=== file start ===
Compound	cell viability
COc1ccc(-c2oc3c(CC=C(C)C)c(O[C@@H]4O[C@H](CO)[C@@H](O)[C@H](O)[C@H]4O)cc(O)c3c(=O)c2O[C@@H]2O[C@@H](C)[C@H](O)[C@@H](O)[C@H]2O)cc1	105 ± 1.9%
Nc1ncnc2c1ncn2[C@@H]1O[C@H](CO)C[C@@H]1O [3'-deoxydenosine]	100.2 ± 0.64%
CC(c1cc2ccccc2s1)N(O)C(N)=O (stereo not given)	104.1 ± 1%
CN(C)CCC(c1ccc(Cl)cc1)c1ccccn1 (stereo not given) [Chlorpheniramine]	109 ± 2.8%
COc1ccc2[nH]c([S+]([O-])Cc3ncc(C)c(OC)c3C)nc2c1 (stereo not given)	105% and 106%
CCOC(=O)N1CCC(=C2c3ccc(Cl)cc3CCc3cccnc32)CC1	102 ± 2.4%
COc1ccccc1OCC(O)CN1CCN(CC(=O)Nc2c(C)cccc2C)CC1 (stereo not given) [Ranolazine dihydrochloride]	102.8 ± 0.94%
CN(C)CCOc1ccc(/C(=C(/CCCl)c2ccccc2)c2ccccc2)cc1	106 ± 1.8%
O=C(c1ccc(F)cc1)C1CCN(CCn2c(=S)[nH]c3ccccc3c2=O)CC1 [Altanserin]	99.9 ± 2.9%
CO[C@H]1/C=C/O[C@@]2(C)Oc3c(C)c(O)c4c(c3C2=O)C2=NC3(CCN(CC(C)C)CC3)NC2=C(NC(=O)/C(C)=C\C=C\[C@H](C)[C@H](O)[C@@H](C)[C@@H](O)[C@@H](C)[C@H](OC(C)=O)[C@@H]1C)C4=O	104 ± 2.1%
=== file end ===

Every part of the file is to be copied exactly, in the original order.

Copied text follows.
Compound	cell viability
COc1ccc(-c2oc3c(CC=C(C)C)c(O[C@@H]4O[C@H](CO)[C@@H](O)[C@H](O)[C@H]4O)cc(O)c3c(=O)c2O[C@@H]2O[C@@H](C)[C@H](O)[C@@H](O)[C@H]2O)cc1	105 ± 1.9%
Nc1ncnc2c1ncn2[C@@H]1O[C@H](CO)C[C@@H]1O [3'-deoxydenosine]	100.2 ± 0.64%
CC(c1cc2ccccc2s1)N(O)C(N)=O (stereo not given)	104.1 ± 1%
CN(C)CCC(c1ccc(Cl)cc1)c1ccccn1 (stereo not given) [Chlorpheniramine]	109 ± 2.8%
COc1ccc2[nH]c([S+]([O-])Cc3ncc(C)c(OC)c3C)nc2c1 (stereo not given)	105% and 106%
CCOC(=O)N1CCC(=C2c3ccc(Cl)cc3CCc3cccnc32)CC1	102 ± 2.4%
COc1ccccc1OCC(O)CN1CCN(CC(=O)Nc2c(C)cccc2C)CC1 (stereo not given) [Ranolazine dihydrochloride]	102.8 ± 0.94%
CN(C)CCOc1ccc(/C(=C(/CCCl)c2ccccc2)c2ccccc2)cc1	106 ± 1.8%
O=C(c1ccc(F)cc1)C1CCN(CCn2c(=S)[nH]c3ccccc3c2=O)CC1 [Altanserin]	99.9 ± 2.9%
CO[C@H]1/C=C/O[C@@]2(C)Oc3c(C)c(O)c4c(c3C2=O)C2=NC3(CCN(CC(C)C)CC3)NC2=C(NC(=O)/C(C)=C\C=C\[C@H](C)[C@H](O)[C@@H](C)[C@@H](O)[C@@H](C)[C@H](OC(C)=O)[C@@H]1C)C4=O	104 ± 2.1%